Well two things, the way the article put it is kinda vague... The main character was asked to pose as a female model for a portrait painting, through this they discover that womanhood fits them. Either way a lot of trans folk have discovered they're trans through some form of cross dressing, especially before the internet, and this rings doubly true for people who felt such things before transgender even was a term.

Possibly as a period piece, still it's not all that difficult to make a female actress look like a man at any rate. The point is partially validation on the premise of gender identity being what makes a man, a man, or a woman, a woman. More importantly trans women tend to show more feminine behavior, so having a cis woman play a trans woman would be closer to how a trans woman experiences the world and holds them selves, both externally and internally(not biologically). Still that's a half measure to have a cis woman play a trans woman, or a cis man play a trans man, because from an acting stand point they realistically can't express the deep feelings of a trans person. There are plenty of experiences and deep emotions that can be acted, gender dysphoria is not one of them. So trans characters should be played by trans folk, because that's we're the ones with the most authentic experiences to bring to that performance.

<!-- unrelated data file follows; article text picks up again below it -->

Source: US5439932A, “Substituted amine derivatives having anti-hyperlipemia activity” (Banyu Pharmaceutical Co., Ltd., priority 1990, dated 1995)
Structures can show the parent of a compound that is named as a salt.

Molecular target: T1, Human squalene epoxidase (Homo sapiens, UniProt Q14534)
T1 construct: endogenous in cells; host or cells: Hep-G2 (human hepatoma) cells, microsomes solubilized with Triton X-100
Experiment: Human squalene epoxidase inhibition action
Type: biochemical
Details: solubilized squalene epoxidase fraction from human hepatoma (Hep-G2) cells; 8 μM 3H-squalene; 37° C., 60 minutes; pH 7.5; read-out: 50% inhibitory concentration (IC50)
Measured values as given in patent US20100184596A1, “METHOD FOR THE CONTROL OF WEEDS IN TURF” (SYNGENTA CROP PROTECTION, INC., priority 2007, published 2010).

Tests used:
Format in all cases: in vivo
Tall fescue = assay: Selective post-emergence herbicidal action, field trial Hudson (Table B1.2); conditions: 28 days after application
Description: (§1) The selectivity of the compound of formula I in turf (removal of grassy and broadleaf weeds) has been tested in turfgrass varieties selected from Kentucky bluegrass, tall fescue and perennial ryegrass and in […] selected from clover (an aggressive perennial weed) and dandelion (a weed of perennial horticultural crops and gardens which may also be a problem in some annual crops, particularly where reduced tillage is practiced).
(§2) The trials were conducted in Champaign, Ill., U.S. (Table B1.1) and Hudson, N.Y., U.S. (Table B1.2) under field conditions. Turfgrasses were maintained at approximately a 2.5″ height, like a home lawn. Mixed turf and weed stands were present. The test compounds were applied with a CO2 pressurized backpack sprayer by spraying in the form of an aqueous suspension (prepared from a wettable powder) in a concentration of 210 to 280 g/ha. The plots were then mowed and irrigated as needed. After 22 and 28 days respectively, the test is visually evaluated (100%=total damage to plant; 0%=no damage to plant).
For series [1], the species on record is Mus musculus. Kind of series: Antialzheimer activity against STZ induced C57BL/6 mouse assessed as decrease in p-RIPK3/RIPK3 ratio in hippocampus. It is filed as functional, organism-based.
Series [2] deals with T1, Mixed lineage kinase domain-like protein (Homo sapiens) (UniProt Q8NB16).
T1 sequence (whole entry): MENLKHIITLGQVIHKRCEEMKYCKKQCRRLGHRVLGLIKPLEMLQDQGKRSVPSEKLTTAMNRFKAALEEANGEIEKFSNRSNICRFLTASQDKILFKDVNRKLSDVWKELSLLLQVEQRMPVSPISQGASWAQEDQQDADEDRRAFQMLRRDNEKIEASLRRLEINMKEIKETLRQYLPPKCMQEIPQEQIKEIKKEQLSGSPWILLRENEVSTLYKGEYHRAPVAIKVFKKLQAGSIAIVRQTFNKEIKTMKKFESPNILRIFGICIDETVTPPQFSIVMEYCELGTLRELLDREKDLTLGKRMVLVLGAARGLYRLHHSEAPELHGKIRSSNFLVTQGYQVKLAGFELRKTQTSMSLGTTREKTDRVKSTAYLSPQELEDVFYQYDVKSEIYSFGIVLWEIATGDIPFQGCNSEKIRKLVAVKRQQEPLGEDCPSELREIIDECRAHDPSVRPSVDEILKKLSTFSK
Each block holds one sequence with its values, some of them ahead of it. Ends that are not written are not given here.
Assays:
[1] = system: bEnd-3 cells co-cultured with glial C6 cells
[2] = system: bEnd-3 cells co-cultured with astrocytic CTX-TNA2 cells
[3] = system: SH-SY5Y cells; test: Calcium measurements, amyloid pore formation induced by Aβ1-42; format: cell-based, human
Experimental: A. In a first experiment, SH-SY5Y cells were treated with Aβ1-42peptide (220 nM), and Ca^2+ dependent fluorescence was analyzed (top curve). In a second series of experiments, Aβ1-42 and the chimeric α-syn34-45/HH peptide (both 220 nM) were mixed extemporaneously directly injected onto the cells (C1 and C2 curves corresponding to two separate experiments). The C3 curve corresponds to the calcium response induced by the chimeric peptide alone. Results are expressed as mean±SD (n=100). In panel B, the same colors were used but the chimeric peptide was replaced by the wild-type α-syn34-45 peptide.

Not really sure I get this, as it stands the movie has a male actor playing a role where someone born with a male body transitions to female. Are you suggesting that it would be better to have a woman play a man who in turn transitions back to woman?